Ambroise and McCray talked about the importance of working with city and county officials to create neighborhoods that are more economically diverse, saying schools can’t counter segregation or isolation without help. “Our schools can’t be any better than the neighborhoods where they sit,” McCray said.
Ambroise, who chose a magnet program in a high-poverty neighborhood school for her child, said partial magnets also hold promise for boosting diversity.
Bryant said diversity is her top priority because “our schools are resegregating.” She said improving partial magnets to attract families to high-poverty schools is “a place to start,” but more extensive assignment changes could be needed.
Dashew and Ellis-Stewart said they think it’s essential to break up the concentrations of poverty that create academic hurdles for many students, but both said they don’t want to rely on changing boundaries and busing students to do that.
“I don’t see forced busing in the old-fashioned way as a solution,” Dashew said.
Flowers said expanding magnets is the best way to boost diversity and keep schools attractive to parents who might otherwise choose charters or private schools. He said boundaries for neighborhood schools should send families to the nearest school.
Stephenson said stability and close-to-home schools are more important to him than reassigning students for diversity. “We don’t need major changes, and I don’t think major changes are wanted in the community,” he said.
Bumgarner offered few specifics, saying he will focus exclusively on education.
Playing yellow cards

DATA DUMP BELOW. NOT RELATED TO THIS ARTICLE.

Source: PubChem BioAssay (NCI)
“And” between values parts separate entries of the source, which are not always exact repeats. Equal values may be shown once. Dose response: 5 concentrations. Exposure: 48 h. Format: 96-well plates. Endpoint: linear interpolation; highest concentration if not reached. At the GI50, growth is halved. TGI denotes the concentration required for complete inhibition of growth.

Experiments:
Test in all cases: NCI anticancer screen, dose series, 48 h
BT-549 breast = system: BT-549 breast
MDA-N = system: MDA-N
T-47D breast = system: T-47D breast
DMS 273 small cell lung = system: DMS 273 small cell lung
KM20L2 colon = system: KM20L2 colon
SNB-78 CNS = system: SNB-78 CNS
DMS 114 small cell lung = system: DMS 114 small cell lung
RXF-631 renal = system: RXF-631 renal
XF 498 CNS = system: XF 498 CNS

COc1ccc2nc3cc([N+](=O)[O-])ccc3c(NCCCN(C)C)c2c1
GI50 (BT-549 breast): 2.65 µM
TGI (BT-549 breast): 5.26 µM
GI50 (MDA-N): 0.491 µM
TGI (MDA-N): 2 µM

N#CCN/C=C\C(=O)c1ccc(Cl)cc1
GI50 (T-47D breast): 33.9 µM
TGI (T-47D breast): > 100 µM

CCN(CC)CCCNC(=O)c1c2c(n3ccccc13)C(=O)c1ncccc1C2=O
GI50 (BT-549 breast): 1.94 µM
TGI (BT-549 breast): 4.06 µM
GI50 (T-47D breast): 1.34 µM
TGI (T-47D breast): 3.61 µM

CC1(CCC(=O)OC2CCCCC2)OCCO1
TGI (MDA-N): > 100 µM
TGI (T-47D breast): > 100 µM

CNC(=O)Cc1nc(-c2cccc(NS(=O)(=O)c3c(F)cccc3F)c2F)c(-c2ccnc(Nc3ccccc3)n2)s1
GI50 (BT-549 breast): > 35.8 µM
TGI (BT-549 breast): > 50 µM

The format allowed candidates to challenge each other, which led to some interesting exchanges.
Bumgarner, who is white and lives in suburban Mint Hill, and Ambroise, who is black and lives in Charlotte’s Villa Heights neighborhood, exhausted their yellow challenge cards going back and forth over the biggest problem for schools in high-poverty urban neighborhoods.
Bumgarner insisted it’s the prevalence of crime, saying at one point that “if I lived in some of those neighborhoods I would join a gang.” He said his expertise comes from volunteer work in inner-city schools.
Ambroise, who says her neighborhood has been labeled high-crime, said affordable housing and support for students and families are more important. “We’ve got to connect education policy and housing policy,” she said.
Dashew and Stephenson sparred over personal issues. Dashew questioned the back story on an endorsement Stephenson touted. Stephenson, who has said he may send his 4-year-old daughter to a charter school next year, questioned Dashew’s decision to send her children to a CMS magnet school instead of their neighborhood school.
Voting for school board
Nine candidates are on the nonpartisan countywide ballot for Charlotte-Mecklenburg school board. Voters can choose up to three, and the top three will win four-year terms on the board, joining six district representatives.
Early voting is going on through Saturday and Nov. 3 is election day.
The city and school board debates will air Sunday on WTVI, starting at 2 p.m.
Learn more about the candidates at www.charlotteobserver.com/election